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Roy Huggins

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CALIFORNIA | LOCAL
October 2, 2010 | Dennis McLellan, Los Angeles Times
Stephen J. Cannell, the prolific television writer and producer who co-created "The Rockford Files" and "The A-Team" and later became a bestselling novelist, has died. He was 69. Cannell died Thursday evening of complications associated with melanoma at his home in Pasadena, his family said. In a career that began in the late 1960s when he sold his first TV script and took off as he soon became the hottest young writer on the Universal lot, Cannell created or co-created more than 40 TV shows, including "Baa Baa Black Sheep," "Baretta," "The Greatest American Hero" and "21 Jump Street.
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CALIFORNIA | LOCAL
October 2, 2010 | Dennis McLellan, Los Angeles Times
Stephen J. Cannell, the prolific television writer and producer who co-created "The Rockford Files" and "The A-Team" and later became a bestselling novelist, has died. He was 69. Cannell died Thursday evening of complications associated with melanoma at his home in Pasadena, his family said. In a career that began in the late 1960s when he sold his first TV script and took off as he soon became the hottest young writer on the Universal lot, Cannell created or co-created more than 40 TV shows, including "Baa Baa Black Sheep," "Baretta," "The Greatest American Hero" and "21 Jump Street.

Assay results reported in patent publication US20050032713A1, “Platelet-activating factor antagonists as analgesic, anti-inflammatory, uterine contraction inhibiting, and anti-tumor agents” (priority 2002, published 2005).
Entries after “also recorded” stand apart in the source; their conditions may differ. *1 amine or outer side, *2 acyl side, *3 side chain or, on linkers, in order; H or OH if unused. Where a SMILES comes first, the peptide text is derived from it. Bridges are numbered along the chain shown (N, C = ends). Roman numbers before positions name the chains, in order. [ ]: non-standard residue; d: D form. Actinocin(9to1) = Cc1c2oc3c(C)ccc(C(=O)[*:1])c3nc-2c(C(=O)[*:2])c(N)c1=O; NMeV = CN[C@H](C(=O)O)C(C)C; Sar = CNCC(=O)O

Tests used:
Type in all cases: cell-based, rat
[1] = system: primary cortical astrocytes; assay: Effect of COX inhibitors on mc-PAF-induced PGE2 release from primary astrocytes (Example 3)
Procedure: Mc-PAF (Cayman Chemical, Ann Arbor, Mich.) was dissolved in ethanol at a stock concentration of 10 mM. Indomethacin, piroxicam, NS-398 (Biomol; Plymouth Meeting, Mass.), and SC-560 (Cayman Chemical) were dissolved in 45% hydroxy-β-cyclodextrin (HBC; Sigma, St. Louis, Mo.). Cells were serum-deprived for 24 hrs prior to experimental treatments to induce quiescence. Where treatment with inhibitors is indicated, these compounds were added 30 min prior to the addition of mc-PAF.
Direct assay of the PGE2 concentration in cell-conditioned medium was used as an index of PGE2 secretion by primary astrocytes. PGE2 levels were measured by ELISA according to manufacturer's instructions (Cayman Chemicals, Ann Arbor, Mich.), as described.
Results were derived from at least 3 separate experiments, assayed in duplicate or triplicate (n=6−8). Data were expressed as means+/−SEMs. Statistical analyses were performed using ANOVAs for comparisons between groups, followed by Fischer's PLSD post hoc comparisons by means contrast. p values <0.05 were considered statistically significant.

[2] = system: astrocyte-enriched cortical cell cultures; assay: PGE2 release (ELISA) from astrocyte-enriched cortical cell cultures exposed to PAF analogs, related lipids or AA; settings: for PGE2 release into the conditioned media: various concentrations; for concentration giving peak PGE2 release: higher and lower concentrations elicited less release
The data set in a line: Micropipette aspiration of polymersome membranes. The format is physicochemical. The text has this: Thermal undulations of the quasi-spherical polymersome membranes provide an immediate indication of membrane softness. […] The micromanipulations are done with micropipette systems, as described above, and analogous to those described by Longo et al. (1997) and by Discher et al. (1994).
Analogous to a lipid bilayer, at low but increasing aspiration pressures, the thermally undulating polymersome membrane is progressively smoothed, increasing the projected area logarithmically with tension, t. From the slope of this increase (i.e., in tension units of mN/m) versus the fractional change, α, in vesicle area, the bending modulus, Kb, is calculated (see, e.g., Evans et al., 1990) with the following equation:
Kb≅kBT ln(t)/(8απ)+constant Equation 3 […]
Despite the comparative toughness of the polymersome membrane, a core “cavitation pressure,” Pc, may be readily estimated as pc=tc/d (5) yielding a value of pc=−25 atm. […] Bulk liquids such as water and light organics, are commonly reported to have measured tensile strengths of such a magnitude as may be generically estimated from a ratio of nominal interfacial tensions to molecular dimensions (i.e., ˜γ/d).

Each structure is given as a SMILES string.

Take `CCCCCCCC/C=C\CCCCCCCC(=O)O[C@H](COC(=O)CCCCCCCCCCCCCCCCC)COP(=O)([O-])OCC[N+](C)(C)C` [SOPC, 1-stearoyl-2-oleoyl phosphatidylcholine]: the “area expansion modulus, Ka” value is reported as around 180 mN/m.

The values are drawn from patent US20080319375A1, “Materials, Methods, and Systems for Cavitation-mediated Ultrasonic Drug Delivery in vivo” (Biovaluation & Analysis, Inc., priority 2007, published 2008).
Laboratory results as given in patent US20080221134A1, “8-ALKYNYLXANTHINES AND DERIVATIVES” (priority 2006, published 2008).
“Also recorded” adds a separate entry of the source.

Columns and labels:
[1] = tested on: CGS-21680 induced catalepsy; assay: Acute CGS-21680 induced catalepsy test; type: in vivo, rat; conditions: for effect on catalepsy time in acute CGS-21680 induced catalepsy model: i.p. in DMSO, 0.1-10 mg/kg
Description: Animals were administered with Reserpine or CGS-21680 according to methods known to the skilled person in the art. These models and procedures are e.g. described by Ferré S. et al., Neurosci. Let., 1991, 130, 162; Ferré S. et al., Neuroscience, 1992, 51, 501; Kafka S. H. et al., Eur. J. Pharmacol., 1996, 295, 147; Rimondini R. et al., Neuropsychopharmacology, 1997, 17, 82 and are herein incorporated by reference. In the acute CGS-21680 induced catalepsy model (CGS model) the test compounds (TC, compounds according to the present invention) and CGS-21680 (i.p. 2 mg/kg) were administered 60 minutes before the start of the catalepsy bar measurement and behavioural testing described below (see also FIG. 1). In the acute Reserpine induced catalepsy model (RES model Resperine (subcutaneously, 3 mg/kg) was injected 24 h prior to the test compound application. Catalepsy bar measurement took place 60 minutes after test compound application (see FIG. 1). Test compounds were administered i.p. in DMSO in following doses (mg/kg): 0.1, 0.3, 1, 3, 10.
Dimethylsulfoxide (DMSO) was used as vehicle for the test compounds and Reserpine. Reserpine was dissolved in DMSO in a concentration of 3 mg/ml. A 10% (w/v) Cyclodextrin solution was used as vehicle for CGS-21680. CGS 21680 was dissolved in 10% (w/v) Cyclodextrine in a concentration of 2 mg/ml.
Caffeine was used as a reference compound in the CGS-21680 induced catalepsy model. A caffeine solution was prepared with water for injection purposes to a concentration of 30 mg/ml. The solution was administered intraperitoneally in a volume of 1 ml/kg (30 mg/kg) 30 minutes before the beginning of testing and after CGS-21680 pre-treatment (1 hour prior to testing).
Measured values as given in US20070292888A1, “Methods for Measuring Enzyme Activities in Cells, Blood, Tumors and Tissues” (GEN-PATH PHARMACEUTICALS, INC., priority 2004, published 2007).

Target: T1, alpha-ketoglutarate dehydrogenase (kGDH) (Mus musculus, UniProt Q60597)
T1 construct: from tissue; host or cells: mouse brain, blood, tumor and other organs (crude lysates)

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ENTERTAINMENT
July 5, 1990
"Networks are run by people whose weakest suit is that they can't understand the importance of the craft of storytelling, which is what film and television are all about. . . . They can do statistical things, but they can't quantify storytelling and put it into a computer." Writer-producer Roy Huggins, in Television & Families magazine
CALIFORNIA | LOCAL
May 13, 2010 | Times staff and wire reports
Adele Mara, a film and television actress whose many credits included the 1949 John Wayne film "Sands of Iwo Jima," died of natural causes Friday at her home in Pacific Palisades, her family said. She was 87. Born Adelaide Delgado on April 28, 1923, in Highland Park, Mich., she started dancing as a youth and was discovered by bandleader Xavier Cugat. She moved with her parents to Philadelphia to dance with Cugat's band, then moved to Hollywood and began working in movies regularly in the 1940s.
CALIFORNIA | LOCAL
May 12, 2010 | From Times staff and wire reports